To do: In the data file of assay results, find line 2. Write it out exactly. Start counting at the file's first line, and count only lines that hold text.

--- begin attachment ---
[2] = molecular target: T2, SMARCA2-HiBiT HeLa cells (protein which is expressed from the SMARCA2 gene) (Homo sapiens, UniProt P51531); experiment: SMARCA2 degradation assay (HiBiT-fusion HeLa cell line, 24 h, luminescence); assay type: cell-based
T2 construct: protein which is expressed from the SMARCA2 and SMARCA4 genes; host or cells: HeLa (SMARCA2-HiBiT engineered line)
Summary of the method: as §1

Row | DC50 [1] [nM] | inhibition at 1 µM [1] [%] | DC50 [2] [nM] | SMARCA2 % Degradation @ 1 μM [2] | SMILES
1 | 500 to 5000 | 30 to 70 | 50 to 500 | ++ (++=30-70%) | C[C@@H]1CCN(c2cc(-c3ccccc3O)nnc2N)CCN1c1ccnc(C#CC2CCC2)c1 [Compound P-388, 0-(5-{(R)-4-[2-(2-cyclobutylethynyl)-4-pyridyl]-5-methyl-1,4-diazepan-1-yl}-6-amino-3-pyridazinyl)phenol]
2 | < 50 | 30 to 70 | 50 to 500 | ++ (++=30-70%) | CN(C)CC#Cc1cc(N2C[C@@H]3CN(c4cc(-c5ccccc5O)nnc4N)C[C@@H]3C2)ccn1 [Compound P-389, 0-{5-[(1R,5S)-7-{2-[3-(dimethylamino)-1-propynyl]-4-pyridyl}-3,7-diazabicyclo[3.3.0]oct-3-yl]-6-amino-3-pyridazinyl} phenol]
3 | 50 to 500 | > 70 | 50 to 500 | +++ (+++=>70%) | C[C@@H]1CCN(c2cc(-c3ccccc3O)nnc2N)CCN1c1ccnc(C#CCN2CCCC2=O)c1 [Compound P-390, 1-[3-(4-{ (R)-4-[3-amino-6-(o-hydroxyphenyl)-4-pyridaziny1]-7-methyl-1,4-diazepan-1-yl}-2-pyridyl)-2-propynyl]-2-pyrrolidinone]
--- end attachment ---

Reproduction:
T2 construct: protein which is expressed from the SMARCA2 and SMARCA4 genes; host or cells: HeLa (SMARCA2-HiBiT engineered line)